Reporting by Jenny Hsu
Earlier this year, Parsons The New School for Design and storied Italian furniture manufacturer Poltrona Frau presented Wasteless, a competition where students were asked to repurpose leather scraps from the production floor into new and exciting products. This competition culminated with a visit to Poltrona Frau's factory, museum, and research and development center in Tolentino, Italy, by the three student winners: Yuna Kim, Benjamin Billick and myself. For one week in July, we were immersed in the brand, its history, and its manufacturing and production processes, as we experienced a unique opportunity to further develop and refine our winning designs. Our time in Tolentino was marked by a rich and open exchange with everyone at Frau, from the brand director to the marketing and communications team, the designers, leather technicians and the master artisans.
We began our week at the Poltrona Frau Museum to sharpen our understanding of the company's century-long history and identity. This was an essential step in further refining our design into the language of Poltrona Frau. We then were introduced to the Poltrona Frau factory and research lab, which was certainly one of the highlights of our trip (well, come to think of it, everything we did while there blew our minds). We were amazed to observe the artisans at work on a range of projects, from iconic furniture models to the interiors of the latest Ferraris and Maseratis. It's one thing to read about a technique from a book and trying to master it—but utterly fail every time—and another to witness the artisans perform their magic.For example, Ben attempted to make his own buttons for his capitonne at Parsons. This process took him a few days, while at the factory, upholstery buttons are made in mere seconds. The visit to the laboratory challenged any preconceived notions of what leather should or can be: It is so much more than just the hide of an animal. As designers, we have an inherent tendency to explore and understand with all our senses. With leather, it goes beyond the touch of skin; you can actually hear the difference between Cramon (chromium) and Tannin (vegetable) processed leather. At Frau, there is a department dedicated solely to the research and development of its leather upholstery so that the company can continue to push the boundaries of its use of this luxury material.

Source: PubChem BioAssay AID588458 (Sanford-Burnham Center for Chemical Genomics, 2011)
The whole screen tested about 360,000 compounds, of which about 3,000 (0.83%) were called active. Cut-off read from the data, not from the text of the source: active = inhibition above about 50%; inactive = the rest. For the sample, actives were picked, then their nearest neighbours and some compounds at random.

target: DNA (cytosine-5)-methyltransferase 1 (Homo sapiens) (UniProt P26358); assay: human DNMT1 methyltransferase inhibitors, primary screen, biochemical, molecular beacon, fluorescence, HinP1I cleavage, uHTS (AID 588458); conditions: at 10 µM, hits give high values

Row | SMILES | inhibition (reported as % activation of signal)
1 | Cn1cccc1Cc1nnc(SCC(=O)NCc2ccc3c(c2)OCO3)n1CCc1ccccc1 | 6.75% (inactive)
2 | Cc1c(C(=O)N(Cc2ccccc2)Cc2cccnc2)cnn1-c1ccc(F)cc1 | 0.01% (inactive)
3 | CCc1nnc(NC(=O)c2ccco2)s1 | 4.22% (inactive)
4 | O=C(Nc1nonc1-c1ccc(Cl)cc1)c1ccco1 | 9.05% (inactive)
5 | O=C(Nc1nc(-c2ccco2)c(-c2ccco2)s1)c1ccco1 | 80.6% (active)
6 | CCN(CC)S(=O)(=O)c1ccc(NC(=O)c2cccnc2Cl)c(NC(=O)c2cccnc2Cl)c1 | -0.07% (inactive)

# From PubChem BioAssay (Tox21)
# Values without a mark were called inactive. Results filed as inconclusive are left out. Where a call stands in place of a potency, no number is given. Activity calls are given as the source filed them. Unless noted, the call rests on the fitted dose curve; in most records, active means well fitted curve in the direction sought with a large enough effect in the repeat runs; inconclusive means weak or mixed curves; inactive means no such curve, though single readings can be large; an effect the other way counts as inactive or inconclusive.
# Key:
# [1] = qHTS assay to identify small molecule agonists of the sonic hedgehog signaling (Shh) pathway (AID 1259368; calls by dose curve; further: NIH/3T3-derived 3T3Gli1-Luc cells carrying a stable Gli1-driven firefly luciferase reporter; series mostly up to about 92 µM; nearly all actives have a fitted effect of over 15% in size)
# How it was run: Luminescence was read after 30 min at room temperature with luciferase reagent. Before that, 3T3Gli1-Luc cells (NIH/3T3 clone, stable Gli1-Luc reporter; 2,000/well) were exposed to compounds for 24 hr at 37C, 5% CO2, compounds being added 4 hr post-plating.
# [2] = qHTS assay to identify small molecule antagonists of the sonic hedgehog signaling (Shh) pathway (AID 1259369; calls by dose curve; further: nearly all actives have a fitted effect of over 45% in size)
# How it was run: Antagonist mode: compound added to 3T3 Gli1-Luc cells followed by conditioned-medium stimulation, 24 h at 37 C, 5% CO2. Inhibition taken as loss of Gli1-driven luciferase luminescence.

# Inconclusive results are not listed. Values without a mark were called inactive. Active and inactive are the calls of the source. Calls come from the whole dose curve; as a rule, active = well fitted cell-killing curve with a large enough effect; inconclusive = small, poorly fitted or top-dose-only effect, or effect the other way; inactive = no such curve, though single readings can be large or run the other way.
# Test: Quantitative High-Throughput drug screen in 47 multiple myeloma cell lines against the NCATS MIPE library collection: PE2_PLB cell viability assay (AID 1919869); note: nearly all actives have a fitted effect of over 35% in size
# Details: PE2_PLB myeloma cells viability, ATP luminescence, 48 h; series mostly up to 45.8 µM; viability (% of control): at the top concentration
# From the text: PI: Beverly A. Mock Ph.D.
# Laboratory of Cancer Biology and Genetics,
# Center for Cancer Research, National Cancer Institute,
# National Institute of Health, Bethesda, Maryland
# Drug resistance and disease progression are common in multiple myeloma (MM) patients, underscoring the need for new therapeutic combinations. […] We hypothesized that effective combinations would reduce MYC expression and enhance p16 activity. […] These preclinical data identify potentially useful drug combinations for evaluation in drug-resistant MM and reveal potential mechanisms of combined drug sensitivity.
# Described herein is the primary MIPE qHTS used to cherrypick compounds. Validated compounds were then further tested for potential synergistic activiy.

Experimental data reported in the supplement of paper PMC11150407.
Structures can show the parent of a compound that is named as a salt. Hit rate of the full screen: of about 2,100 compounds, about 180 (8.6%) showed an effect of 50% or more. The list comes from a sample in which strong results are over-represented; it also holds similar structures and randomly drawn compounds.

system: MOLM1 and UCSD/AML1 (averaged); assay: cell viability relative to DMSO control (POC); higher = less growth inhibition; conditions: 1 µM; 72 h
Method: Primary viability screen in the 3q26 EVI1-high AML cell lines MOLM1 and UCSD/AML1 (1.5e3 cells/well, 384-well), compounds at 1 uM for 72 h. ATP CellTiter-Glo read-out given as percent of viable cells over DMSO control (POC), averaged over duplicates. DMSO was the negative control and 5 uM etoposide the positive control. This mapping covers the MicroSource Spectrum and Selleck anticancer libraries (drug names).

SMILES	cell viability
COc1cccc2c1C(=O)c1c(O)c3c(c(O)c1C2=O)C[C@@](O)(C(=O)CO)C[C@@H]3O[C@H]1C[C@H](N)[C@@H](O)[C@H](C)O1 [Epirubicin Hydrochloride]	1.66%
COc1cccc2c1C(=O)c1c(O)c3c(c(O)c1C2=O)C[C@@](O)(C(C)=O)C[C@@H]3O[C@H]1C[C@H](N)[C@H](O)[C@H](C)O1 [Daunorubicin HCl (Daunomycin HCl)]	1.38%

Cristina Nardi and Mirko Splendiani from the New Product Innovation department also took us through the exhaustive design process for the Ginger armchair, showing us about 20 prototypes for a single chair model! Each prototype is an exploration in dimension, comfort, material, manufacturing possibilities and cost, all without compromising value and quality. This demonstrates the importance of the design process, an aspect that is often overlooked when browsing furniture in a showroom.
Using this new knowledge, Ben, Yuna and I proceeded to refine our projects with our new resources and understanding. We were challenged to create a cohesive collection of our pieces for Poltrona Frau and to present our developments on our last day. Each of us was paired with amazing artisans from the prototyping department to help make our products. As we'd expected, our Italian wasn't up to speed and communicating our ideas to the artisans proved to be a challenge. Yet for all that might have been lost in translation, there is a certain quality and beauty that transcend words. These artisans have dedicated their lives to perfecting their skills and their craftsmanship immediately apparent in their work. With their incredible insight, they offered more possibilities and solutions for our pieces.
The last day of our workshop was packed with mixed emotions. First, anxious and excited, Ben, Yuna, and I individually presented our concepts to Roberto Archetti, Poltrona Frau brand director, Cristina Nardi and Mirko Splendiani, Eleonora Vissani from marketing, Giuliana Reggio, head of worldwide communications for Poltrona Frau, Graziano Marzioni, head of operative marketing, and our instructor, Andrea Ruggiero. There were high expectations, and I was so nervous the conference room felt like summer in the Sahara! However, by the end, we were so energized that we could have knocked out six more presentations—what a thrill! We each basked in our own sense of achievement and satisfaction but were also saddened, knowing this amazing experience was about to come to an end.
Our trip to Poltrona Frau only confirms what school has taught us, that design is never arbitrary: Each step of the design process is a calculated and concerted effort, taking every minute detail into account. Understanding how a product concept is realized—from research and development to the cycle of design, prototyping, testing to marketing and pitching the idea—is a package for success. Design is not a one-way street but a confusing, kooky and exhaustive maze. You often hit a dead-end, but with a bit of perseverance, other roads will always present themselves before you. It is a long and iterative process one must continue striving for to arrive at a final destination: the end goal.
Parsons the New School for Design × Poltrona Frau - Designing for Wastelessness:
» Part 1 - Introduction
» Part 2 - How Many Students Does It Take to Work a Sewing Machine?
» Part 3 - Judgment Day
» Part 4 - The Final Projects
» Part 5 - A Visit to the Poltrona Frau Factory in Tolentino